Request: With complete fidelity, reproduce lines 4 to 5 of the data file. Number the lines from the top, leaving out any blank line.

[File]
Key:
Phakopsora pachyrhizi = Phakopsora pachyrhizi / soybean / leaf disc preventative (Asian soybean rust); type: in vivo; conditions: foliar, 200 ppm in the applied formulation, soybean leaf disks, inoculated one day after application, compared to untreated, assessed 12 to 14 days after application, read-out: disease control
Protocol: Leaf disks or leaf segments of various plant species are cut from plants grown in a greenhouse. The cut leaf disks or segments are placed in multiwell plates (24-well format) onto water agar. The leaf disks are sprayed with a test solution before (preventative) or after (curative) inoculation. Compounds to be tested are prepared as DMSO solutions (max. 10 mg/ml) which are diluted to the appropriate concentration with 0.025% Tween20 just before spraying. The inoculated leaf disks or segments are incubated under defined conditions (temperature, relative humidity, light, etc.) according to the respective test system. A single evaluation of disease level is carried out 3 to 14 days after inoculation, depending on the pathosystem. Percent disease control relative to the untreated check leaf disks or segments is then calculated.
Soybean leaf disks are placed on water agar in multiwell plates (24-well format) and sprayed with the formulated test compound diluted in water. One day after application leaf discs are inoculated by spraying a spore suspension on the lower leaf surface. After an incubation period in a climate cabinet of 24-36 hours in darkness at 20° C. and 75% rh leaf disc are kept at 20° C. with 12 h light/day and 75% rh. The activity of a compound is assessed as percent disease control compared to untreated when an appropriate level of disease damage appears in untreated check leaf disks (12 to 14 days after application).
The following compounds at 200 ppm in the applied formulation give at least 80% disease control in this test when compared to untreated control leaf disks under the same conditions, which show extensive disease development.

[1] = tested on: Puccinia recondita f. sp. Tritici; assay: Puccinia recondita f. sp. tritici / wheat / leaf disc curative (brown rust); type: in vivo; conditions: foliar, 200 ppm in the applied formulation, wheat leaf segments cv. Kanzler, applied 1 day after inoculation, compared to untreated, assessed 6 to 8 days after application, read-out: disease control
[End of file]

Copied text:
Soybean leaf disks are placed on water agar in multiwell plates (24-well format) and sprayed with the formulated test compound diluted in water. One day after application leaf discs are inoculated by spraying a spore suspension on the lower leaf surface. After an incubation period in a climate cabinet of 24-36 hours in darkness at 20° C. and 75% rh leaf disc are kept at 20° C. with 12 h light/day and 75% rh. The activity of a compound is assessed as percent disease control compared to untreated when an appropriate level of disease damage appears in untreated check leaf disks (12 to 14 days after application).
The following compounds at 200 ppm in the applied formulation give at least 80% disease control in this test when compared to untreated control leaf disks under the same conditions, which show extensive disease development.